Boy!! Talk about a forgotten group!!! I actually haven’t heard anything from these guys since a long time. These guys produced one of my favorite pop dance tunes (well technically, it’s more disco now that I think about it) of the 80s. I don’t know how many of my readers know, but are you aware that the cult classic TV show “The Twilight Zone” had it’s own disco theme? Yup!! And The Manhattan Transfer, performed this classic. According to a source I’ve read, the song hit #30 on the US Hot 100 chart. But, this song had to have been bigger than that; because by the time I was old enough to go to clubs (about 5 years after it’s original release date), this song was still being played. I’ve heard so many different versions of this song growing up, it wasn’t even funny. Recently a remix of the song was made. Check out the new remix of Twilight Zone/Twilight Tone.
Song: Boogie Oogie Oogie
Artist: Taste Of Honey
Album: A Taste Of Honey (1978)
I’m pretty sure most people under the age of 40 barely remember (if any at all) the group Taste Of Honey. Let me tell you, these women were some badass bitches (in a good way)! To watch them perform, be it live or on TV, was a sight to see. There are very, very few female musicians who could pick a guitar like these women. The only other Black female (long before this group) I can remember off hand that could beat the hell out of a guitar like that was Rosetta Tharpe. Unfortunately, as talented as this group was, they only produced two major hits (although iconic). The first was “Boogie Oogie Oogie,” which hit number #1 on the Top 100, and “Sukiyaki (1981),” which hit #3. Also check out “Rescue Me (1980).” Does the beat sound familiar to you? I’ll give you a hint “I Got A Man (1992)!”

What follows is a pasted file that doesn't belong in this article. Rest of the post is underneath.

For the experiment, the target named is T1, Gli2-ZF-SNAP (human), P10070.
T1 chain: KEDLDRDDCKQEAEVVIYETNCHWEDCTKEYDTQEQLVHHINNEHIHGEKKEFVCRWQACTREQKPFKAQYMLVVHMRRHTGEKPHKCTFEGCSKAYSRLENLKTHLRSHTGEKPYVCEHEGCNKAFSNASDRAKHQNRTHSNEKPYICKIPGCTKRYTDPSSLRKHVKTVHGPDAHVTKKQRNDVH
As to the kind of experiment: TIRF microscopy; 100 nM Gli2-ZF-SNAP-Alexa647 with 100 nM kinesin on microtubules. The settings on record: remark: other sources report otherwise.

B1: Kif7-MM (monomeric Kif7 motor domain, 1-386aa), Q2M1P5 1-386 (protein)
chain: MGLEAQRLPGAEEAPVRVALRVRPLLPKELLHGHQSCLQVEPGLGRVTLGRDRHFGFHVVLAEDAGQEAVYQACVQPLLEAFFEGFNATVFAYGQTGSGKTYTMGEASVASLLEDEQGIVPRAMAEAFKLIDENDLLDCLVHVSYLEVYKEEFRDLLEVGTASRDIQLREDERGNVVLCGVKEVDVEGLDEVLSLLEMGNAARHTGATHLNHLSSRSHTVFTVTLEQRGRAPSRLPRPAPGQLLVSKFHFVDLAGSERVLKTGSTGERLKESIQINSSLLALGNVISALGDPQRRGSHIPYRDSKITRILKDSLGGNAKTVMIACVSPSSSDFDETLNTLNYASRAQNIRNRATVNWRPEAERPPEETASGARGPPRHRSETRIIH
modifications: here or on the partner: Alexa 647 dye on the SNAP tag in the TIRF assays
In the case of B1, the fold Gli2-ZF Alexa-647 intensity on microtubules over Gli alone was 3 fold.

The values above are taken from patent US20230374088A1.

Artist: Melba Moore
This awesome song actually came out in 1982, and was digitally remastered in 2010. I love “Love’s Comin’ At Ya,” because it reminds me of the same kinds of rhythms that Evelyn “Champagne” King used to perform. In fact, in many ways it sounds almost identical to the T. Then again, Melba also had that same kind of voice; and as I’ve mentioned earlier, record companies were about finding that “formula” for making millions. I highly recommend that you research Melba Moore’s store. It’s pretty inspirational. She gone from being a huge success, to suddenly having no money to the point of applying for welfare/food stamps. She picked herself back up, and successfully rebooted her career. I consider her a very underrated talent. Although she didn’t have big hit’s on the Top 100, she did had a few top hits on the dance charts, including “Love’s Comin’ At Ya,” which reached #2, and another song I loved a lot called “You Stepped In To My Life,” which reached #5 in 1978.